DHS memos signal strict new border enforcement and action on undocumented immigrants
The Department of Homeland Security has drafted two new memos which aim to ramp up deportation efforts against undocumented immigrants in the United States.
The memos, which were signed by DHS Secretary John Kelly and dated Friday, were reportedly distributed to agency heads, such as U.S. Customs and Border Protection, Immigrations and Customs Enforcement, and Citizenship and Immigration services, according to media site McClatchy, who first obtained the documents.
Kelly’s memos offer a blueprint to agency heads for how they should implement Trump’s executive orders on immigration. But they aren’t final until the White House signs off on them, which it hasn’t yet done.
Here’s what the memos propose:
- The new system would expand the criteria for “expedited removal proceedings.” At the moment, fast-track deportation applies to anyone who has arrived in the U.S. in the last two weeks. The new criteria would apply to anyone who arrived in the last two years.
- Currently, Mexican immigrants apprehended at the border are given the option to be held at a U.S. detention center while they wait on the outcome of their proceedings. The new system would immediately return people to Mexico while they wait for their immigration hearing.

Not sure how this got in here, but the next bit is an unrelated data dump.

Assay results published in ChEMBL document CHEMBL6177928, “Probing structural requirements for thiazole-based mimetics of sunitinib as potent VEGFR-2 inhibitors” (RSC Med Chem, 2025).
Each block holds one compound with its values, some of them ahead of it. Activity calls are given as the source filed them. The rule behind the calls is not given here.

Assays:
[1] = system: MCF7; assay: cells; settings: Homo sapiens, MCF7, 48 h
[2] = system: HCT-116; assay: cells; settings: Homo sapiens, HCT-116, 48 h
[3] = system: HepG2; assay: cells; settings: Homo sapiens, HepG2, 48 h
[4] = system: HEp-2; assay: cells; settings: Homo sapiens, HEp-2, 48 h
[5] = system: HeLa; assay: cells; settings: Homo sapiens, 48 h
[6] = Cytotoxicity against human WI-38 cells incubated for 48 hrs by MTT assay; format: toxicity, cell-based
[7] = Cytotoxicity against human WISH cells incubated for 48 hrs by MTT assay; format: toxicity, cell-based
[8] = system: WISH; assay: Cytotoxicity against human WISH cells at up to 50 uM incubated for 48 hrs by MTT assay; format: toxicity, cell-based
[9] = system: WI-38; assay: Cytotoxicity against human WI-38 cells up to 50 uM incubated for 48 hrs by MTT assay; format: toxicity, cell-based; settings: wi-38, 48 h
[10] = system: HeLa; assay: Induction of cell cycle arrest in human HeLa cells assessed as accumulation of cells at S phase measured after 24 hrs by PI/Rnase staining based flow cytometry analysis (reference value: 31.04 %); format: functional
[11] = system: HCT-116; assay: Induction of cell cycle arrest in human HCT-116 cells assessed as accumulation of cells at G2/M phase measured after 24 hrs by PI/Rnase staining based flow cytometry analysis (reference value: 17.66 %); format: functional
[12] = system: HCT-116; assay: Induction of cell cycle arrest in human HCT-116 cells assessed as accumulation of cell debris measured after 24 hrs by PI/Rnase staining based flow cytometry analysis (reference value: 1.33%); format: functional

- Children who arrived in the U.S. as “unaccompanied minors” and were later reunited with their parents living in the country illegally would not be protected from deportation. Their parents could be subject to prosecution though, especially if they paid human traffickers to transport their children over the border.
- One memo says that Dreamers — young people whose undocumented parents brought them to the U.S. as children, and who became eligible for semi-legal status under Obama’s Deferred Action for Childhood Arrivals program — would be safe from immigration enforcement. But another section states that no class of immigrants will be given special protection.
- The memos would also put the wheels in motion for the additional hiring of more Customs and Border Protection (CBP) officers, Immigration and Customs Enforcement (ICE) officers, building the infamous wall along the southern border, and expanding detention facilities.
Cover: ASSOCIATED PRESS